Enchanted with Pakistani snacks

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Enchanted with Pakistani snacks

A thousand Muslim residents and expatriates from Ras Al Khaimah to Dubai queue up before stalls of traditional Pakistani snacks two hours before Iftar at Pak Ghazi Restaurant & Sweets along Bank Square in Rolla.

By Lily B. Libo-on

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Published: Sun 21 Jul 2013, 1:33 AM

Last updated: Tue 7 Apr 2015, 6:19 PM

Daily, 2,500 pieces of samosa, 50 kilograms of pakoras and a thousand packs of chazaris, phenis, chapli kebab and many other Iftar snacks are sold in less than an hour. Even Omani and Saudi nationals on holiday in the UAE come to this place to take a bite and buy parcels for their families. From Emiratis to Muslim expatriates in Sharjah, Ajman, Dubai and Ras Al Khaimah, as well as travellers to Ras Al Khaimah and Abu Dhabi have their Iftar fill at this one-stop shop of Pakistani traditional snacks.

Between 35 and 40 Pakistani workers serve these growing number of customers, fully satisfied with the special recipes mainly from Ghazi Mohammed Azmal, now 65, who has gone home to Pakistan and left the business to his six sons.

The main restaurant started with the popular biryaini, fry chops and korma together with salted roasted meat as its main cuisine, which became popular among Emiratis, Pakistanis, Indians, Bangladeshis and Arab residents, expatriates and visitors to Sharjah 40 years back.

Mohammed Azam Ghazi, one of Azmal’s sons managing the main restaurant for seven years, says that their clients increased by 15 to 20 per cent every year, prompting his other brothers to open a branch in another part of Rolla and another branch near National Paints. “As we expanded ten years after the main restaurant started, we just maintained the quality of service and offered more like mutton chapli kabab, katchoris, meat samosa, vegetable samosa, chicken chapli kebab, shami kebab, pakoras, which are popular traditional Pakistan and Indian snacks, particularly during Iftar,” Ghazi says.

This 40-year-old main restaurant and the two 30-year-old branches in Sharjah are faring well, particularly during Ramadan when queues become long two hours before Iftar.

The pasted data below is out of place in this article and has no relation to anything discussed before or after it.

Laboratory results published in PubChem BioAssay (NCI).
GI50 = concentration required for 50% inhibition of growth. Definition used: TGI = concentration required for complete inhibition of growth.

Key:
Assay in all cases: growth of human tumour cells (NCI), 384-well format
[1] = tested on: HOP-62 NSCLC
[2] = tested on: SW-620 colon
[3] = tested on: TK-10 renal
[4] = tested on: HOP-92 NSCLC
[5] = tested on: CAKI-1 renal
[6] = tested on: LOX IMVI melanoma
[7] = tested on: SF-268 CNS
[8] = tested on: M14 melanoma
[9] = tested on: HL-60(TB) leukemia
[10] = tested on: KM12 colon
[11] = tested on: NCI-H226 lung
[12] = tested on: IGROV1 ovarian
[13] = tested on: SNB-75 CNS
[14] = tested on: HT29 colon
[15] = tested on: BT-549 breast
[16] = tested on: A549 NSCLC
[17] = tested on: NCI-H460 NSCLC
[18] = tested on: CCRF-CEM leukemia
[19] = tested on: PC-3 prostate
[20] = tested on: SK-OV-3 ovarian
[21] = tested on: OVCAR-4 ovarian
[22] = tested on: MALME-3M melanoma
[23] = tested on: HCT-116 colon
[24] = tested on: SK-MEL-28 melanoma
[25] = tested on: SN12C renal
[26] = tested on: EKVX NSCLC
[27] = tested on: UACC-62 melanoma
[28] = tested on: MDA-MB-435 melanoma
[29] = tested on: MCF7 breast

An Emirati customer, Abdullah, says that he really likes the specially cooked samosas. “I come here daily to buy for my family’s Iftar snacks. I won’t get tired coming daily for a satisfying food.”

Farooq Azam, 53, an old customer and on gold business in the UAE for 33 years, says that he spends Dh100 daily to buy meat samosa, chop fry mutton, halim, and traditional sweet jilabi. “I drive all the way from my home in Ajman to Sharjah just to buy these Pakistani snacks for my family’s Iftar daily. I have been a loyal customer since this restaurant began,” he adds.

Indian Sayed, who always comes to buy samosa and phenis, says that his family is taking phenis during Suhoor time before the morning prayer. “This pheni is a very popular food because when we eat it in the morning and fast, you cannot feel any hunger throughout the day.”

To keep his customers for years, master chef Tariq has been faithfully keeping the main recipes of the old owner, Ghazi Mohammed Azmal, who envisioned and introduced them to Sharjah in 1970. He blends all things, from vegetables to potatoes and meat, and with the secret recipes make thousands of these traditional food to the delight of all. — lily@khaleejtimes.com

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